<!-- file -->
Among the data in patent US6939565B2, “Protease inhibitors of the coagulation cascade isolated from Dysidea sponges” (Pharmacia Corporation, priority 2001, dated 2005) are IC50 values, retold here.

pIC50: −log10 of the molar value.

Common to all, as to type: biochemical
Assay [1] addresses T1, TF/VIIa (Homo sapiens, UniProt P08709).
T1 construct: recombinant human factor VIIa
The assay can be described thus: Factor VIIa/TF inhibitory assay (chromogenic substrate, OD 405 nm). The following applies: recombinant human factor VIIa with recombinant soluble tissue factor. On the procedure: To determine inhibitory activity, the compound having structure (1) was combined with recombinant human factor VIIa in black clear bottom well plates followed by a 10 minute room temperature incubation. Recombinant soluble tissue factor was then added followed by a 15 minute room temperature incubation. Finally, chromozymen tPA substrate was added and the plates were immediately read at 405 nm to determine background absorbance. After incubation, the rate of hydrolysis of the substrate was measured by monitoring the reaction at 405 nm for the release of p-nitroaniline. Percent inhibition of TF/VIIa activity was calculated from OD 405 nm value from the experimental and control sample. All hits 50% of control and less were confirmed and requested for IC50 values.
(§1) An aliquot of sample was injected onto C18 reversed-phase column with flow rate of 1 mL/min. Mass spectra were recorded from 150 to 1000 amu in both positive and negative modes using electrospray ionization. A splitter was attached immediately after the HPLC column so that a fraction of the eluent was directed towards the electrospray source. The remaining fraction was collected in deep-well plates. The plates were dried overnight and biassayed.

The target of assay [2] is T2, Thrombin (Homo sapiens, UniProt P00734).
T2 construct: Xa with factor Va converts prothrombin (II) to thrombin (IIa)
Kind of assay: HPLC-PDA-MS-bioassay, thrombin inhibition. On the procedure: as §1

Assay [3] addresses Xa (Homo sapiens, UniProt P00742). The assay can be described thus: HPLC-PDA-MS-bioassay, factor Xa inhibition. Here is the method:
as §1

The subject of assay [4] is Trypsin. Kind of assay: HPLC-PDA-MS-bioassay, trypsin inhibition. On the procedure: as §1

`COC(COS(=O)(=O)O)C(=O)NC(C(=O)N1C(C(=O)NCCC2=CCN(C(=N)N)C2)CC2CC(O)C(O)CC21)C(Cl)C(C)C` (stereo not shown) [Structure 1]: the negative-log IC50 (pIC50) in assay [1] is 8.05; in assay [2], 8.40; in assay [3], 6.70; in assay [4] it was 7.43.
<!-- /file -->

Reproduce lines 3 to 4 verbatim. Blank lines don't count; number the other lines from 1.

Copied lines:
Common to all, as to type: biochemical
Assay [1] addresses T1, TF/VIIa (Homo sapiens, UniProt P08709).